Mrs. Henderson Presents: Frears Directs Judi Dench in Entertaining Biopic

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“Mrs. Henderson Presents” is this year’s “Being Julia,” a fluffy, innocuous–and disappointing– movie set in the London theater world in the same year, 1937.

Like “Being Julia,” it centers on a grand dame, an energetic entrepreneur, played with formidable authority by Judi Dench. Whether this is a good or bad thing would depend on your liking or disliking “Being Julia,” and the whole notion of star vehicles, Annette Bening in Szabu’s and Dench in Stephen Frears’ film.

While there have been other films about the Windmill Theatre, such as “Tonight and Every Night” (1945), starring Rita Hayworth as a Windmill girl, this is reportedly the first film to tell the “true” story of Laura Henderson, who died in 1944.

That “Mrs. Henderson” was directed by Frears may come as a shock, considering the edgier films he has made, from “My Beautiful Launderette” to “Dirty Pretty Things.” Lacking grit, or energy for that matter, the new film is a bland middlebrow feature that in ambition and scope is like a high-quality British TV; Dench herself has appeared in a similar TV vehicle, “The Last of the Blonde Bombshells.”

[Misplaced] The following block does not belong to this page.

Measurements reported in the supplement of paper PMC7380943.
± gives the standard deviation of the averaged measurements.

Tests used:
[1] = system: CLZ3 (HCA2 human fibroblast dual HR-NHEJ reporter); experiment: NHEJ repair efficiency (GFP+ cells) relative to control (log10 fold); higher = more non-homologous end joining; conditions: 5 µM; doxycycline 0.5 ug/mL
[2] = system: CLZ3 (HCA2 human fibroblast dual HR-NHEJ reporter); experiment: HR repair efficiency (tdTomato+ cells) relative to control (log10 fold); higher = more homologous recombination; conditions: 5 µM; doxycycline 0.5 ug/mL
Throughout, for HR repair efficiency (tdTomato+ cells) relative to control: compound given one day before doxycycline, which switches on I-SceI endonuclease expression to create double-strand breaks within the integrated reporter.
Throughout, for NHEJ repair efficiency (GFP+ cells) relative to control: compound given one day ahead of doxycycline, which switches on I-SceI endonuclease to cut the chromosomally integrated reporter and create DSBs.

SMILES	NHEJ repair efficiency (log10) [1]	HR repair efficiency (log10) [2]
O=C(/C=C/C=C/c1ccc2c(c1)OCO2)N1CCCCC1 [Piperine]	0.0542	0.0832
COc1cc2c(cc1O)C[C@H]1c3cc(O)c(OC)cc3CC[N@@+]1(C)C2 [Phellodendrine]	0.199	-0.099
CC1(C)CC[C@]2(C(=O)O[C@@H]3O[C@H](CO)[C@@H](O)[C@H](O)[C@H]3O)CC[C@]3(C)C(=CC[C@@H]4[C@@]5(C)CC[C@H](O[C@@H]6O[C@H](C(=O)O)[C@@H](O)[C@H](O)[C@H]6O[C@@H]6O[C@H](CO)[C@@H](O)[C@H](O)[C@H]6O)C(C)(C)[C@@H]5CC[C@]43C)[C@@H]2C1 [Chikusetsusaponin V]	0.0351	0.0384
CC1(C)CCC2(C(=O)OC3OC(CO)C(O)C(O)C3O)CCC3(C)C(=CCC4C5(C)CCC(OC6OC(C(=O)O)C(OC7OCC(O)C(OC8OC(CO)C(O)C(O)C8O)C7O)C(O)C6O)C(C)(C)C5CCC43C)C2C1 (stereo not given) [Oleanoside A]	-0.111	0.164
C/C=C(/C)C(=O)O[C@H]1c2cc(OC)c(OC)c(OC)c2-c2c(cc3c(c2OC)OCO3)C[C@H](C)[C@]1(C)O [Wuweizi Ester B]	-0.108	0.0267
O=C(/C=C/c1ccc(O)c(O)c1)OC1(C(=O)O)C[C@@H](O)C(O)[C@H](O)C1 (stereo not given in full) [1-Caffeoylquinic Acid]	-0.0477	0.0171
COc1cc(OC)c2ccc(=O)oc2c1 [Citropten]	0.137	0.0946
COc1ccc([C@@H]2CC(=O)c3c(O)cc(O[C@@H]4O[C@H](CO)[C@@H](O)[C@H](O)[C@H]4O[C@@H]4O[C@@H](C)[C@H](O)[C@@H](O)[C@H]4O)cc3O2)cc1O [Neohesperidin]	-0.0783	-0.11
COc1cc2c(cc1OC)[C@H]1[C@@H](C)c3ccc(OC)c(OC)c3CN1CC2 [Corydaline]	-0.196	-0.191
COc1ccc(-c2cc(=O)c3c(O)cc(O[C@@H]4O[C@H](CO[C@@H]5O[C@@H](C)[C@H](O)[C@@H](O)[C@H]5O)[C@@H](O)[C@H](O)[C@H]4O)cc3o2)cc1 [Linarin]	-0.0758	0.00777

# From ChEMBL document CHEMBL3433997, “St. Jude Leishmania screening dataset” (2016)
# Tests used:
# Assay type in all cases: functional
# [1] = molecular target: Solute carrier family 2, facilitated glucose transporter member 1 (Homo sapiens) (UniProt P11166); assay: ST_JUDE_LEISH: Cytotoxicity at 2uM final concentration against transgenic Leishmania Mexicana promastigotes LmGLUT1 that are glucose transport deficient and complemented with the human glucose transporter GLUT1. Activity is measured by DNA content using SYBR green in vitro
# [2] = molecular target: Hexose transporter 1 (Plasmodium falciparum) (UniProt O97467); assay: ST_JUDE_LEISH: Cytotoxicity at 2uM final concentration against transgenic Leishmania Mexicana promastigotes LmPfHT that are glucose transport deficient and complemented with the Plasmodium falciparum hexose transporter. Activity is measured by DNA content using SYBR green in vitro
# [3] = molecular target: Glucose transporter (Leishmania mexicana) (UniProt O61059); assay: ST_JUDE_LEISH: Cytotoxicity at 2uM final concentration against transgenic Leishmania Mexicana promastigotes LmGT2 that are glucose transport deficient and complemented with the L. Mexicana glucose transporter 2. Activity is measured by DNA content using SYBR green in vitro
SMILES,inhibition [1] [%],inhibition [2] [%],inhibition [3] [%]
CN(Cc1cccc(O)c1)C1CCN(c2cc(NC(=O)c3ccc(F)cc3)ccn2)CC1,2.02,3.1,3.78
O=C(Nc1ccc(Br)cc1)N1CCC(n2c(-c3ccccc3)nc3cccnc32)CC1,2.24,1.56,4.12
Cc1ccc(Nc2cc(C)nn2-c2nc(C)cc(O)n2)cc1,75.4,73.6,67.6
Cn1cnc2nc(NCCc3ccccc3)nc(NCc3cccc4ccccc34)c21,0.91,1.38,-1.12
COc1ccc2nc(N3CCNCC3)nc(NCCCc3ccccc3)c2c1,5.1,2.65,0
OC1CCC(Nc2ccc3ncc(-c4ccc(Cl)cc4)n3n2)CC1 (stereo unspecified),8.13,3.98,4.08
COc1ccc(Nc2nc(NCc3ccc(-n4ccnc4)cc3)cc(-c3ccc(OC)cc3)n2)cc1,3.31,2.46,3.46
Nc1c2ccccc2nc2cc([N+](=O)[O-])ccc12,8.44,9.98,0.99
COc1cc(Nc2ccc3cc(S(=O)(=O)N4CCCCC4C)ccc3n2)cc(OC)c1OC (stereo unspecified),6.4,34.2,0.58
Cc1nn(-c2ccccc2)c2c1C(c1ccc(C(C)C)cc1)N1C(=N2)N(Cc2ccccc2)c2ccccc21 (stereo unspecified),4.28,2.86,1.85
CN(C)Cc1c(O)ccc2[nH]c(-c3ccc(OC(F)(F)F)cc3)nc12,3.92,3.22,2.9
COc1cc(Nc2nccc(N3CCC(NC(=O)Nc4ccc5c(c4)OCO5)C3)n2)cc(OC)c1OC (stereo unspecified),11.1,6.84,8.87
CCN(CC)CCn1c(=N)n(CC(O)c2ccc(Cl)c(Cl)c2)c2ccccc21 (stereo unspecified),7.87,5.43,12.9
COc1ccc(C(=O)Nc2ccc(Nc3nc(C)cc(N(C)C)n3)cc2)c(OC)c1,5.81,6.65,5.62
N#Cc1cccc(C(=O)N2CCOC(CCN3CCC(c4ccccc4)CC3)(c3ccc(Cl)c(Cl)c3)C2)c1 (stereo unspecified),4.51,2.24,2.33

The fact-inspired period piece, which has limited charm, is carried entirely by the estimable Dench, who gives an acerbic reading of her lines. Scripter Martin Sherman’s facility for barbed dialogue is matched with Dench’s deliciously dry rendition that borders but never stoops to sheer camp. (Just imagine how Maggie Smith would have played the same role). However, unlike “Being Julia,” “Mrs. Hendeson” suffers from lack of subtlety and nuance in plot and characterization. Indeed, the lack of drama, real conflicts, or fully fleshed characters around Dench turns the film into an almost one-woman show.

“Mrs. Henderson” may appeal to the same audiences that embraced last year’s “Lavender Ladies,” co-starring Judi Dench and Maggie Smith, and to people who like intimate, well-acted movies of the British kind. As such, the film serves as a companion piece to “The Dresser” two decades ago, a star vehicle for Albert Finney and Tom Courtenay that also was a valentine to the British theater.